• the 62 allowable absence days per child ceased on 30 June 2020. However, there are 42 allowable absence days in the 2020/21 financial year and an additional 30 allowable absence days for children in Victoria
  • With Child Care Subsidy recommenced from 13 July 2020, providers are obliged to recover gap fees as usual unless waived by the service, in specific circumstances, for COVID-19 reasons. Unlimited, additional absence days can be claimed for COVID-19 related reasons, without the need for medical evidence, until 31 December 2020.

What if our early childhood education and care service is required to close due to COVID-19, or a flood, fire or other local emergency?

Child Care Subsidy payments recommenced from 13 July 2020. Services directed to shut down due to COVID-19, a flood, fire or other local emergency should follow standard processes for activating a period of local emergency. Activating a period of local emergency will allow families access to additional absences where children have already used their initial allowance of 42 absence days per child, per financial year.

Each state and territory have their own rules around when and how communities should protect themselves during a local emergency. For COVID-19 related closures, direction to close may come from the health department, but it may come from the state regulatory authority.

Services that need to temporarily close for COVID-19 related reasons must now also report closures (and re-openings) via your third party software or the Provider Entry Point (PEP)

You must report your service closure and re-opening in a timely manner, clearly stating the reason for the closure to the following authorities within 24 hours to:

  1. Your state or territory regulatory authority
  2. The Australian Government Department of Education, Skills and Employment in your state or territory (contact details below) AND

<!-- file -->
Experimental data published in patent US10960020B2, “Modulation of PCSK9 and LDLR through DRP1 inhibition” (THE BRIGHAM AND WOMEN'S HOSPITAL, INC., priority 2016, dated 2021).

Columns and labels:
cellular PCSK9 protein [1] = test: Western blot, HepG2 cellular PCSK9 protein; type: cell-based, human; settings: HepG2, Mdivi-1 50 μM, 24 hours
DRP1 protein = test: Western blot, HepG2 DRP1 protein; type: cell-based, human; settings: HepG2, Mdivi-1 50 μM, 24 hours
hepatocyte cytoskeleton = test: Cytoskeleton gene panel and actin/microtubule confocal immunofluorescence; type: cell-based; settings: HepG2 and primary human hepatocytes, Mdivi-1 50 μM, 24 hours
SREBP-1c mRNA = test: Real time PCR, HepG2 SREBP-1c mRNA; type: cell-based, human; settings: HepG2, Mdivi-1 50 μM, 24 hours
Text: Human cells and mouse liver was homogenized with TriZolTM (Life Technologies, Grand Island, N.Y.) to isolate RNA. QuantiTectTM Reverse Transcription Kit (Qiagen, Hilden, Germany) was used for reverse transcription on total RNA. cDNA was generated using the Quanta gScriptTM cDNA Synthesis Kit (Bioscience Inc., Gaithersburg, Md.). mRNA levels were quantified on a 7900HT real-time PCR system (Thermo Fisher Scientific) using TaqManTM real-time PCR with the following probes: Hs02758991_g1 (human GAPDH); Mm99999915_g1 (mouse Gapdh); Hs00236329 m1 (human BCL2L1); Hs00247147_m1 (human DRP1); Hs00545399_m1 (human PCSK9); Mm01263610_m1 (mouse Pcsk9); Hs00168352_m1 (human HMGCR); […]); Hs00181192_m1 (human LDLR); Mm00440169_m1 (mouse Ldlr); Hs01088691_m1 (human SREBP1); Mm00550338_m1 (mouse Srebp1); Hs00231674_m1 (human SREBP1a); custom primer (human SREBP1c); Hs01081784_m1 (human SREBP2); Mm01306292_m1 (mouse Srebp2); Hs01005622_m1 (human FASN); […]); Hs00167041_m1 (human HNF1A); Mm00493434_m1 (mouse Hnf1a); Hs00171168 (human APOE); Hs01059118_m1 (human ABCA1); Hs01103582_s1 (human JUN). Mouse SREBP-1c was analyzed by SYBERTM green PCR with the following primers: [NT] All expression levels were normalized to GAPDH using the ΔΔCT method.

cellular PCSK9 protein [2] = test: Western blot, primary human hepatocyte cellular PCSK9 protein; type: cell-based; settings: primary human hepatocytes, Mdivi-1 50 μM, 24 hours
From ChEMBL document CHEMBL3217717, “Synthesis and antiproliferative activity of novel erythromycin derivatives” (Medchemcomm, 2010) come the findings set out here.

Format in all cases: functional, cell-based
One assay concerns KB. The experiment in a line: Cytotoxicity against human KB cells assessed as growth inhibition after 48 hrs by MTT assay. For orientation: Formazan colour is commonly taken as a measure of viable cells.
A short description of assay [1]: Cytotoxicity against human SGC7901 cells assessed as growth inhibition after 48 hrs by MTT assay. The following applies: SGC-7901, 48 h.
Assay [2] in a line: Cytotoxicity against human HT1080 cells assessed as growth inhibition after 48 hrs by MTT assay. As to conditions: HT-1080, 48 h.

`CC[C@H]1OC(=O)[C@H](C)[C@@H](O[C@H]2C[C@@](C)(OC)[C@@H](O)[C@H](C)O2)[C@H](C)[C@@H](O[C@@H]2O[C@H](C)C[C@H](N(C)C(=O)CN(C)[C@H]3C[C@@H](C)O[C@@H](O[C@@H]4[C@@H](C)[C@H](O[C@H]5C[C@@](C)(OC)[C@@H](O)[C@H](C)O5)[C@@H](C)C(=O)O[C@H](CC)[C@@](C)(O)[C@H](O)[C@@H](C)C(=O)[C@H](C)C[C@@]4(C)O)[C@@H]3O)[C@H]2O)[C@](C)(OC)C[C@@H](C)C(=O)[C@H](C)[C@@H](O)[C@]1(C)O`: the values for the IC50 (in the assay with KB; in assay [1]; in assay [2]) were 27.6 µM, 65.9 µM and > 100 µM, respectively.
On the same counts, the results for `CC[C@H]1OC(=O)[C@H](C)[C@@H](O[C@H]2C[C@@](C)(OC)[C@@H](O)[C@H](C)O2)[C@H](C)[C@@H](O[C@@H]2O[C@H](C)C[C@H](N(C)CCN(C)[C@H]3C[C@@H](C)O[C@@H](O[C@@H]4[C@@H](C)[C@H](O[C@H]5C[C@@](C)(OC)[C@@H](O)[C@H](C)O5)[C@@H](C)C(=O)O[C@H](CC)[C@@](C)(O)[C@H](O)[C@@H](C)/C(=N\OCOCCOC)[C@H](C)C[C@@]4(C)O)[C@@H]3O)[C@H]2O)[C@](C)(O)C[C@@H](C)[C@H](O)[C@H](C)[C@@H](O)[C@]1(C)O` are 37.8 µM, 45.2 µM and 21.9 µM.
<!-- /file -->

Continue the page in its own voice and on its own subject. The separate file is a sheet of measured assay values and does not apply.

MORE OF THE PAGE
3. Via your third party software or via Operational Details in the PEP.

Please contact your software provider if you need assistance reporting a closure via your third party software program.

Contact details for state and territory offices of the Australian Government Department of Education, Skills and Employment:

Transition Payments

What are the new Transition Payments?

In recognition of the transition period after the Relief Package, all approved early childhood education and care providers will receive a Transition Payment, instead of JobKeeper, for the period 13 July 2020 to 27 September 2020.

Transition Payments are 25 per cent of the services’ fee revenue or the existing hourly rate cap, whichever is lower, in the relevant reference period. This is the same reference period used during the Relief Package, and for most services will be for the period 17 February to 1 March 2020.

A different Transition Payment rate will apply for services in metropolitan Melbourne.

For more information see the Transition Payment webpage.

JobKeeper – Eligibility

My organisation delivers both Child Care Subsidy (CCS) approved and non-CCS services. Are my employees who deliver CCS approved services still eligible for JobKeeper? Updated 20/08/2020